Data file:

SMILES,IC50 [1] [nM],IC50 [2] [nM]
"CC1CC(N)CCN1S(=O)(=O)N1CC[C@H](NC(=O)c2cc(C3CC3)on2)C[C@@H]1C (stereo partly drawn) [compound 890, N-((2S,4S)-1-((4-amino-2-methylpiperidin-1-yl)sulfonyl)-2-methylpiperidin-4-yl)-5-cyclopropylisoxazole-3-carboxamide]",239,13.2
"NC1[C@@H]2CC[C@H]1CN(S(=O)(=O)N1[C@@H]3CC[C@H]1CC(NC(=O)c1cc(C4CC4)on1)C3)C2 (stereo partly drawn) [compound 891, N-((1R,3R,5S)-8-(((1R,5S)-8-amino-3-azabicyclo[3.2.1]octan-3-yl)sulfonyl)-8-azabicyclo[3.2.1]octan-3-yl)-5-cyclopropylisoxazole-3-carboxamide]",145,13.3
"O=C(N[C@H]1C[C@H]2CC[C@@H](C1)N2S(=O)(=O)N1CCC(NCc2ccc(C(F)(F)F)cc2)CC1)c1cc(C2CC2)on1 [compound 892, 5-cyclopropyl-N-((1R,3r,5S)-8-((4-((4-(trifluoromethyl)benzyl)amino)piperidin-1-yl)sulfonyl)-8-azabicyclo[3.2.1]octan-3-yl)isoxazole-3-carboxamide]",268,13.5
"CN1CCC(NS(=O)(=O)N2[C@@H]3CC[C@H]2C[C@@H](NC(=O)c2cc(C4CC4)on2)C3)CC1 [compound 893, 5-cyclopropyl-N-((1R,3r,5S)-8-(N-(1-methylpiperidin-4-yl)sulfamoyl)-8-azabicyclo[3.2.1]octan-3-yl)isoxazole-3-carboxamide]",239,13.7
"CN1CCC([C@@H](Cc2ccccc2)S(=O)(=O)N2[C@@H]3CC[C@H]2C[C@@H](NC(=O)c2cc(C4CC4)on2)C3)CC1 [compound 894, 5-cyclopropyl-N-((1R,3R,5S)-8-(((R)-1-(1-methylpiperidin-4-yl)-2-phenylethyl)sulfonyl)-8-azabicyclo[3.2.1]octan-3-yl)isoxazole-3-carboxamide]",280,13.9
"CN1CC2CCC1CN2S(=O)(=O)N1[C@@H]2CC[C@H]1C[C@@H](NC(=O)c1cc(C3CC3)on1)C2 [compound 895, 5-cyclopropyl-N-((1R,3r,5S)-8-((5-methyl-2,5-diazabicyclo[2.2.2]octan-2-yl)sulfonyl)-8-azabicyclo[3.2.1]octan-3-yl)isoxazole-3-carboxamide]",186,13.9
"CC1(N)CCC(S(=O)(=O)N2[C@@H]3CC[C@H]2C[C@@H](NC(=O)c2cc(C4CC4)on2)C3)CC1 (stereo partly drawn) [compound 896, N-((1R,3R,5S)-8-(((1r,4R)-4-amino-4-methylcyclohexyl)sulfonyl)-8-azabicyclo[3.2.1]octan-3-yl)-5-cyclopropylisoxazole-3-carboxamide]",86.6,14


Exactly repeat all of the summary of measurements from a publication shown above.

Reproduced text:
SMILES,IC50 [1] [nM],IC50 [2] [nM]
"CC1CC(N)CCN1S(=O)(=O)N1CC[C@H](NC(=O)c2cc(C3CC3)on2)C[C@@H]1C (stereo partly drawn) [compound 890, N-((2S,4S)-1-((4-amino-2-methylpiperidin-1-yl)sulfonyl)-2-methylpiperidin-4-yl)-5-cyclopropylisoxazole-3-carboxamide]",239,13.2
"NC1[C@@H]2CC[C@H]1CN(S(=O)(=O)N1[C@@H]3CC[C@H]1CC(NC(=O)c1cc(C4CC4)on1)C3)C2 (stereo partly drawn) [compound 891, N-((1R,3R,5S)-8-(((1R,5S)-8-amino-3-azabicyclo[3.2.1]octan-3-yl)sulfonyl)-8-azabicyclo[3.2.1]octan-3-yl)-5-cyclopropylisoxazole-3-carboxamide]",145,13.3
"O=C(N[C@H]1C[C@H]2CC[C@@H](C1)N2S(=O)(=O)N1CCC(NCc2ccc(C(F)(F)F)cc2)CC1)c1cc(C2CC2)on1 [compound 892, 5-cyclopropyl-N-((1R,3r,5S)-8-((4-((4-(trifluoromethyl)benzyl)amino)piperidin-1-yl)sulfonyl)-8-azabicyclo[3.2.1]octan-3-yl)isoxazole-3-carboxamide]",268,13.5
"CN1CCC(NS(=O)(=O)N2[C@@H]3CC[C@H]2C[C@@H](NC(=O)c2cc(C4CC4)on2)C3)CC1 [compound 893, 5-cyclopropyl-N-((1R,3r,5S)-8-(N-(1-methylpiperidin-4-yl)sulfamoyl)-8-azabicyclo[3.2.1]octan-3-yl)isoxazole-3-carboxamide]",239,13.7
"CN1CCC([C@@H](Cc2ccccc2)S(=O)(=O)N2[C@@H]3CC[C@H]2C[C@@H](NC(=O)c2cc(C4CC4)on2)C3)CC1 [compound 894, 5-cyclopropyl-N-((1R,3R,5S)-8-(((R)-1-(1-methylpiperidin-4-yl)-2-phenylethyl)sulfonyl)-8-azabicyclo[3.2.1]octan-3-yl)isoxazole-3-carboxamide]",280,13.9
"CN1CC2CCC1CN2S(=O)(=O)N1[C@@H]2CC[C@H]1C[C@@H](NC(=O)c1cc(C3CC3)on1)C2 [compound 895, 5-cyclopropyl-N-((1R,3r,5S)-8-((5-methyl-2,5-diazabicyclo[2.2.2]octan-2-yl)sulfonyl)-8-azabicyclo[3.2.1]octan-3-yl)isoxazole-3-carboxamide]",186,13.9
"CC1(N)CCC(S(=O)(=O)N2[C@@H]3CC[C@H]2C[C@@H](NC(=O)c2cc(C4CC4)on2)C3)CC1 (stereo partly drawn) [compound 896, N-((1R,3R,5S)-8-(((1r,4R)-4-amino-4-methylcyclohexyl)sulfonyl)-8-azabicyclo[3.2.1]octan-3-yl)-5-cyclopropylisoxazole-3-carboxamide]",86.6,14